The secretary general of NATO defended today that the political and military rapprochement between Russia and China represents “new dangers” for the Atlantic Alliance and constitutes a multilateral threat.
“The rule-based order – the basis of multilateralism – is threatened. Russia and China have for some time established increasingly intense collaboration both at the political and military level. This is a new dimension and a series of challenges for NATO. New dangers arise,” said Jens Stoltenberg in an interview with the Italian newspaper La Repubblica.
“Moscow and Beijing are increasingly coordinating their respective positions in the decisions they take in multilateral organizations like the UN. On the other hand, they carry out joint military exercises, experience long-haul flights with fighter planes and (conduct) maritime operations, also carrying out an intense exchange of experiences on weapons systems and Internet network control”, he detailed.
For the secretary general of NATO, the organization must “adapt itself” to respond, namely, “to the rise of China as a military power” and to “Russia’s growing aggressiveness”.
These issues will be analyzed at the next summit of NATO leaders, on June 14, in Brussels, in which the President of the United States, Joe Biden, will participate.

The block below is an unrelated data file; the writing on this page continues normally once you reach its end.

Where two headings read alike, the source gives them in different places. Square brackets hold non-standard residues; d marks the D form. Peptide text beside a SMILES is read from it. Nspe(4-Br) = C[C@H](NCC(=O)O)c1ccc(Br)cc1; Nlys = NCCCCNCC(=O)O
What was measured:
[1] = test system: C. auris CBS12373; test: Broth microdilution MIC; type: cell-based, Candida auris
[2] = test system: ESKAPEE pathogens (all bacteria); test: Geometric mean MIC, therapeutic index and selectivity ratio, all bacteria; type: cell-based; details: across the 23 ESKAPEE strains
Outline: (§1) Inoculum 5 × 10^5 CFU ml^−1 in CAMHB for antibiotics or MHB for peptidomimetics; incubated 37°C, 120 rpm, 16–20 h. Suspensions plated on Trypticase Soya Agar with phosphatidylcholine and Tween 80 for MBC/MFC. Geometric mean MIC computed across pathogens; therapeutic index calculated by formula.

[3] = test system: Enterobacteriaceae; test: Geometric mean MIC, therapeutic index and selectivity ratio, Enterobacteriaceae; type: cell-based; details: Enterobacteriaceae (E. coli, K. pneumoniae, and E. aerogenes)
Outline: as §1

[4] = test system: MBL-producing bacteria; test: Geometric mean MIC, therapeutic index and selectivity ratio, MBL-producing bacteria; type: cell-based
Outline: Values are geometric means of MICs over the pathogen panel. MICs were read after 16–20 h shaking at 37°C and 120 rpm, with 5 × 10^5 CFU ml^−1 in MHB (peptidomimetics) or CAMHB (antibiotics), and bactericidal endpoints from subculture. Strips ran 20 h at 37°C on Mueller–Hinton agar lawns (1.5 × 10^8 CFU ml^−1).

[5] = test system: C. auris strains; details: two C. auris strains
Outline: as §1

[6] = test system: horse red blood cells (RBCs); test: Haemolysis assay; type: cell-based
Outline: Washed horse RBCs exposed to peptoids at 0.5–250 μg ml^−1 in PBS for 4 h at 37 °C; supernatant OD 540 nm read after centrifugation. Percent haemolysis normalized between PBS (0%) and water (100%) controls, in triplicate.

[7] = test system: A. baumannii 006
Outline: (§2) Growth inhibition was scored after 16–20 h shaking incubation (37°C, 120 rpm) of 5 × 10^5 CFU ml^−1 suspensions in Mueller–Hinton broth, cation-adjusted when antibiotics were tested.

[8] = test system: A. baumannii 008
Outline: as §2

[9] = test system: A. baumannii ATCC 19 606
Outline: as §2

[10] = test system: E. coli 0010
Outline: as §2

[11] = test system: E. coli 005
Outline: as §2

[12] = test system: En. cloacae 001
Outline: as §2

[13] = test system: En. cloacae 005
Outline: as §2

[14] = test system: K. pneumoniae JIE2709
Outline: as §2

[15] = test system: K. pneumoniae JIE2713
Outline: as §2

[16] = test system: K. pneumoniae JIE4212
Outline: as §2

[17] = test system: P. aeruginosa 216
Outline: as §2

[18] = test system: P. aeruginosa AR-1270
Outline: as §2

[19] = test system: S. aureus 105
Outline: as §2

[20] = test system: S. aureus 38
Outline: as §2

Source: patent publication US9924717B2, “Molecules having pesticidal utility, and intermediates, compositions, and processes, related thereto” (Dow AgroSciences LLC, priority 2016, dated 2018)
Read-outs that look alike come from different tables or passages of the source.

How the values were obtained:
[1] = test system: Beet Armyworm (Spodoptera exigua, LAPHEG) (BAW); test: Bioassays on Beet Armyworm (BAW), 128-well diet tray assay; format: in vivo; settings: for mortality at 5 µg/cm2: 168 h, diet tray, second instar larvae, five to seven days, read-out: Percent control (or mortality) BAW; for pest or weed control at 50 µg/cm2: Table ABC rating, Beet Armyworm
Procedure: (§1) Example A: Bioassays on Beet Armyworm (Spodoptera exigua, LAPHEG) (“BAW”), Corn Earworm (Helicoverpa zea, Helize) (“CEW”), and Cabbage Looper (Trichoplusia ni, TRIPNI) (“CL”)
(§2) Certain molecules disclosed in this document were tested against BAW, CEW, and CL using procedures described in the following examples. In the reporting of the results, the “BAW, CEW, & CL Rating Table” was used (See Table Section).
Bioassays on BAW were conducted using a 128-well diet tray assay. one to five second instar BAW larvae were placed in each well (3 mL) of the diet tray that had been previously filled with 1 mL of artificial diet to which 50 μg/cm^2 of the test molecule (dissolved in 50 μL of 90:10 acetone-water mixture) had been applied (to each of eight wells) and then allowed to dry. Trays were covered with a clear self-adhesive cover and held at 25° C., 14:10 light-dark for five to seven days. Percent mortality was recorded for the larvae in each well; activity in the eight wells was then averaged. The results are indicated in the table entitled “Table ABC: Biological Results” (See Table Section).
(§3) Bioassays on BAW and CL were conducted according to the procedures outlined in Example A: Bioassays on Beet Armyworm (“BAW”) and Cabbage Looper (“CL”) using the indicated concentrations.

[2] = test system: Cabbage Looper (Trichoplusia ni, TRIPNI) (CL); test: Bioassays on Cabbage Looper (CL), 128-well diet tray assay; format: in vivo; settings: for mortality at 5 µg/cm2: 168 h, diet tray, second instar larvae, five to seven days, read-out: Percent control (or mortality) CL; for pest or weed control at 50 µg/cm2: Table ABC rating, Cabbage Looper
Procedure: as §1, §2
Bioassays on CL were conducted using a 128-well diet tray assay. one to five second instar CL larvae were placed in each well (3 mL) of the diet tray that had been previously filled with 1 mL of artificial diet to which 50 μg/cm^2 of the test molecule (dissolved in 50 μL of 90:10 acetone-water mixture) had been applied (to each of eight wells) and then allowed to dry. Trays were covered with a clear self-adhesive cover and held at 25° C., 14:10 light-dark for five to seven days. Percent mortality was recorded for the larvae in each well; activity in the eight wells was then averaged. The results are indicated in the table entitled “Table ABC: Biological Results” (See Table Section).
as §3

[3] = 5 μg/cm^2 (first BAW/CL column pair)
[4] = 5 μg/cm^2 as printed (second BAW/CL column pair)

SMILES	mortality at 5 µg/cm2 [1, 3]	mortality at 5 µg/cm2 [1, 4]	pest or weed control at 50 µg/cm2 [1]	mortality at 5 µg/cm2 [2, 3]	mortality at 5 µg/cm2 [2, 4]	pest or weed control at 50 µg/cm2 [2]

“China does not share our values. He doesn’t believe in democracy, freedom of expression or the media,” said Jens Stoltenberg.
“China is very active in Africa, the western Balkans and the Arctic. Undertakes major key investments in Europe. In cyberspace it is a benchmark. All of this has a huge impact on our security,” he said.
As for Russia, NATO has to take steps towards a “double rapprochement: deterrence and dialogue”, in particular on arms control.
“As our troops are present, on a rotational basis, in the Baltic, Poland and Romania and we have new intervention models so that in case of crisis, the new contingents can quickly reinforce themselves”, stressed Stoltenberg.
On Belarus, a country close to Russia and bordering Poland, Latvia and Lithuania – three NATO member countries – the Atlantic Alliance will remain “vigilant”.
“We are naturally prepared, in an emergency, to protect ourselves and defend each of our allies against any kind of threat coming from Minsk or Moscow,” he said in the same interview.